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The impact of volunteering on the volunteer: findings from a peer support programme for family carers of people with dementia

Charlesworth, G; Sinclair, JB; Brooks, A; Sullivan, T; Ahmad, S; Poland, F; (2017) The impact of volunteering on the volunteer: findings from a peer support programme for family carers of people with dementia. Health and Social Care in the Community , 25 (2) pp. 548-558. 10.1111/hsc.12341. Green open access

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Abstract

With an ageing population, there are increasing numbers of experienced family carers (FCs) who could provide peer support to newer carers in a similar care situation. The aims of this paper are to: (i) use a cross-sectional study design to compare characteristics of volunteers and recipients of a peer support programme for FCs of people with dementia, in terms of demographic background, social networks and psychological well-being; and (ii) use a longitudinal study design to explore the overall impact of the programme on the volunteers in terms of psychological well-being. Data were collected from programmes run in Norfolk, Northamptonshire, Berkshire and four London boroughs between October 2009 and March 2013. The volunteer role entailed empathic listening and encouragement over a 10-month period. Both carer support volunteers (N = 87) and recipient FCs (N = 109) provided baseline demographic information. Data on social networks, personal growth, self-efficacy, service use and well-being (SF-12; EuroQol Visual Analogue Scale; Hospital Anxiety and Depression Scale; Control, Autonomy, Self-Realisation, Pleasure-19) were collected prior to the start of the intervention (N = 43) and at either 3- to 5 month or 10 month follow-up (N = 21). Volunteers were more likely than recipients of support to be female and to have cared for a parent/grandparent rather than spouse. Volunteers were also more psychologically well than support recipients in terms of personal growth, depression and perceived well-being. The longitudinal analysis identified small but significant declines in personal growth and autonomy and a positive correlation between the volunteers' duration of involvement and perceived well-being. These findings suggest that carers who volunteer for emotional support roles are resilient and are at little psychological risk from volunteering.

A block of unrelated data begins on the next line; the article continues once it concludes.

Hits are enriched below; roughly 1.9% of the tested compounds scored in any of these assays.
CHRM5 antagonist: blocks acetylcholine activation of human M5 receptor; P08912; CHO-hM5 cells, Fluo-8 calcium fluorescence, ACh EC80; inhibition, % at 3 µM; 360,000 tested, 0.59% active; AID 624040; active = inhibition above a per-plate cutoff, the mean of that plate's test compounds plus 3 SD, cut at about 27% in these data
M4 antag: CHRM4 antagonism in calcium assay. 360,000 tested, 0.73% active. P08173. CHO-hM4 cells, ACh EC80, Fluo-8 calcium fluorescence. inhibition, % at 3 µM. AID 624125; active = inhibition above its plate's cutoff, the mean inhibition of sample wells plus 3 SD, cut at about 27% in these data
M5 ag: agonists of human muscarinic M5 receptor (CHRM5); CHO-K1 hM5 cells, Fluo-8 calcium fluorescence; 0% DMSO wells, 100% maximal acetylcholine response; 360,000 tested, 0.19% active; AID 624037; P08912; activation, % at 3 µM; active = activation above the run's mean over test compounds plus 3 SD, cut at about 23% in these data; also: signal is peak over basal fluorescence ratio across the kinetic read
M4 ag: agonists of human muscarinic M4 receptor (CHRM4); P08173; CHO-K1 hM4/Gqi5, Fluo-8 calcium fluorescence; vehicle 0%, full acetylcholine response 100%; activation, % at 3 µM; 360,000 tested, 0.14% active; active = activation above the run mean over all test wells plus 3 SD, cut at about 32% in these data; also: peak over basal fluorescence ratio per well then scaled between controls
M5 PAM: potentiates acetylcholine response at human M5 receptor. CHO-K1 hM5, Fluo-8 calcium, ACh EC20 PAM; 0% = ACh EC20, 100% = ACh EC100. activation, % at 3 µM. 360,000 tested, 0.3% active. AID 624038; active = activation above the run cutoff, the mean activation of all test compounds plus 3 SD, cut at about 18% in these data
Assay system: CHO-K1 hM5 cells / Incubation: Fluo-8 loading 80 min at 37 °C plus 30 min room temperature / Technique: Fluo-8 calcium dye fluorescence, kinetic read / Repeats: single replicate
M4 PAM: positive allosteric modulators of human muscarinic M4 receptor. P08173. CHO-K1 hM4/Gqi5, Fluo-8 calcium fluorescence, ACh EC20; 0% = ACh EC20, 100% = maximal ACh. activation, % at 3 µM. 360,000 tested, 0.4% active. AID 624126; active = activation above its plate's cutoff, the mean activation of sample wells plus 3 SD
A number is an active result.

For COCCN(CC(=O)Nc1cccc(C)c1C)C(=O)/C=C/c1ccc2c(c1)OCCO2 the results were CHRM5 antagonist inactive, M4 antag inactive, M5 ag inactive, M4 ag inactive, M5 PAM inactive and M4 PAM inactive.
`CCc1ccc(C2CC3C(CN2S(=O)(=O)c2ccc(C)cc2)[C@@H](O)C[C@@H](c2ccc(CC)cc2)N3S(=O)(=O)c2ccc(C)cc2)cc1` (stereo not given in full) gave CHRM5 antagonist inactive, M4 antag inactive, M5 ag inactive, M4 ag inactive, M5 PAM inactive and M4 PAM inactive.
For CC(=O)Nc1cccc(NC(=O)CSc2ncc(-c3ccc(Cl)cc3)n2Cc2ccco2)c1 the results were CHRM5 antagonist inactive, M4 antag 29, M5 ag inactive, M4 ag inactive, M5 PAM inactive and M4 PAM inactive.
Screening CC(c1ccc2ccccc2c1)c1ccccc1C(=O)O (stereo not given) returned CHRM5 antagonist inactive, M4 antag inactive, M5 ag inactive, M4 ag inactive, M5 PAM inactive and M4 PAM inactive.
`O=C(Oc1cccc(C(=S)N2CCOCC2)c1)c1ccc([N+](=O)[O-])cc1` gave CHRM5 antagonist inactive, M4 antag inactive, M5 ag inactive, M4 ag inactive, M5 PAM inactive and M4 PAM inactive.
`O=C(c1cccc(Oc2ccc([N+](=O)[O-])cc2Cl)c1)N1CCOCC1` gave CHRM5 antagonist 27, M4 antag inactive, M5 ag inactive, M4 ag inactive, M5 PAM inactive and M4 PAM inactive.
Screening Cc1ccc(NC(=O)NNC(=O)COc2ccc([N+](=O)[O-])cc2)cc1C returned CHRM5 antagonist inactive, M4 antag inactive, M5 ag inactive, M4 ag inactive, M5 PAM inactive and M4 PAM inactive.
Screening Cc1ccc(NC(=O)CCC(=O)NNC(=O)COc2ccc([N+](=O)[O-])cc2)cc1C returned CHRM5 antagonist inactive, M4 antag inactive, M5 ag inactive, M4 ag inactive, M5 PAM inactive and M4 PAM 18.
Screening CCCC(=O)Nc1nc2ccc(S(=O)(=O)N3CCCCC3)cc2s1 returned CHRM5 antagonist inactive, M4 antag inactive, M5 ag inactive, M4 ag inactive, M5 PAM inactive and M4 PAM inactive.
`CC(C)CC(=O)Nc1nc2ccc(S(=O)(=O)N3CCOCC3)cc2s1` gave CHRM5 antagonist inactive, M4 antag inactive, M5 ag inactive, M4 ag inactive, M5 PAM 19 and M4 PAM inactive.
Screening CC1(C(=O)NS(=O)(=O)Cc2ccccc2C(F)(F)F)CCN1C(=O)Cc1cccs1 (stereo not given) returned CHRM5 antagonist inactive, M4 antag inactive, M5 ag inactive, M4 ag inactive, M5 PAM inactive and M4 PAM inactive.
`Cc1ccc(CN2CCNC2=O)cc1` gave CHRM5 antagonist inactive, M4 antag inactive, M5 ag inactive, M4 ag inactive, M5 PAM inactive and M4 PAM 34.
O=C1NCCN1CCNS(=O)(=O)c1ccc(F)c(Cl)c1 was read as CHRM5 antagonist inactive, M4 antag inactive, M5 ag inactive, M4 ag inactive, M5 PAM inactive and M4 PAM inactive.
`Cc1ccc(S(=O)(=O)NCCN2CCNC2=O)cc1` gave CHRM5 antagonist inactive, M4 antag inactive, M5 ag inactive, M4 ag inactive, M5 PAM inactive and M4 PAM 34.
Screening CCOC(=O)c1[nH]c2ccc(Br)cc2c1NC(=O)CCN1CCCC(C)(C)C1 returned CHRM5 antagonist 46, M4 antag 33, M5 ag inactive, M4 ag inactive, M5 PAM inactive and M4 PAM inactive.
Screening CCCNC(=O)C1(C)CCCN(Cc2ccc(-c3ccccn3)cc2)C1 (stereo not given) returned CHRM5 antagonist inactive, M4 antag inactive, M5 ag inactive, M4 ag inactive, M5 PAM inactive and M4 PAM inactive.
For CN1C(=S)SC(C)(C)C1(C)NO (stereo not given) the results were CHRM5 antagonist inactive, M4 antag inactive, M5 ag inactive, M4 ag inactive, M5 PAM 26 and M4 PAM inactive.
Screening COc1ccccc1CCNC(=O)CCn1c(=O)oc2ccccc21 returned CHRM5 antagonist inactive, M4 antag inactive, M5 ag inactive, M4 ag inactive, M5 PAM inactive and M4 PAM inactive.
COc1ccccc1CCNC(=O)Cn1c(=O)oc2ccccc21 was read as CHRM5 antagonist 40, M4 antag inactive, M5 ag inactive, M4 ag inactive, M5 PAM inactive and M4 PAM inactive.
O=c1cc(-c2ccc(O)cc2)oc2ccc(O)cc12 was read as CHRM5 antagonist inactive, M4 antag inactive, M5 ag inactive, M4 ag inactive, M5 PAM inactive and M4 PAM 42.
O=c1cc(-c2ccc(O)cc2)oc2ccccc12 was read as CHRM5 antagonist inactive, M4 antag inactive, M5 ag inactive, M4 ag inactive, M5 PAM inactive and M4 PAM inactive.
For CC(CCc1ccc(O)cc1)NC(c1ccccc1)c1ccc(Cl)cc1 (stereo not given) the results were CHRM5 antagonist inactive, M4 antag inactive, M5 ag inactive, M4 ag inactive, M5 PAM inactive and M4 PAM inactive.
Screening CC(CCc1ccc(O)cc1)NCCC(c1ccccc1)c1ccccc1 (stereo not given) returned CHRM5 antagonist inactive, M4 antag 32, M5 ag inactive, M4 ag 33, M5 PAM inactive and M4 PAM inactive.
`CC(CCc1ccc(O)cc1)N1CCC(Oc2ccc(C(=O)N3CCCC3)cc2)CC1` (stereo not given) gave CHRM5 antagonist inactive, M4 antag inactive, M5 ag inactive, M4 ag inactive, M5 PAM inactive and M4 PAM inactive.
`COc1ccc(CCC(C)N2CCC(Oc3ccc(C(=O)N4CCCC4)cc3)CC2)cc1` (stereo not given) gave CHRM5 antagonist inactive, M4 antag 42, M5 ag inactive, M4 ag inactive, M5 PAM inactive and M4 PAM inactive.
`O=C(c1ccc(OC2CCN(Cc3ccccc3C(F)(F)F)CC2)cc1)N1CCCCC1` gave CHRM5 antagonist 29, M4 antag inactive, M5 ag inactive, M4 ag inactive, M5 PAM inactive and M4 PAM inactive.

Type: Article
Title: The impact of volunteering on the volunteer: findings from a peer support programme for family carers of people with dementia
Open access status: An open access version is available from UCL Discovery
DOI: 10.1111/hsc.12341
Publisher version: http://dx.doi.org/10.1111/hsc.12341
Language: English
Additional information: This is the peer reviewed version of the following article: Charlesworth, G; Sinclair, JB; Brooks, A; Sullivan, T; Ahmad, S; Poland, F; (2016) The impact of volunteering on the volunteer: findings from a peer support programme for family carers of people with dementia. Health & Social Care in the Community, which has been published in final form at http://dx.doi.org/10.1111/hsc.12341. This article may be used for non-commercial purposes in accordance with Wiley Terms and Conditions for Self-Archiving. Access may initially be restricted by the publisher.
Keywords: Caregiver, carer, dementia, peer support, volunteer
UCL classification: UCL > Provost and Vice Provost Offices
UCL > Provost and Vice Provost Offices > School of Life and Medical Sciences
UCL > Provost and Vice Provost Offices > School of Life and Medical Sciences > Faculty of Brain Sciences
UCL > Provost and Vice Provost Offices > School of Life and Medical Sciences > Faculty of Brain Sciences > Div of Psychology and Lang Sciences
UCL > Provost and Vice Provost Offices > School of Life and Medical Sciences > Faculty of Brain Sciences > Div of Psychology and Lang Sciences > Clinical, Edu and Hlth Psychology
URI: https://discovery.ucl.ac.uk/id/eprint/1474630
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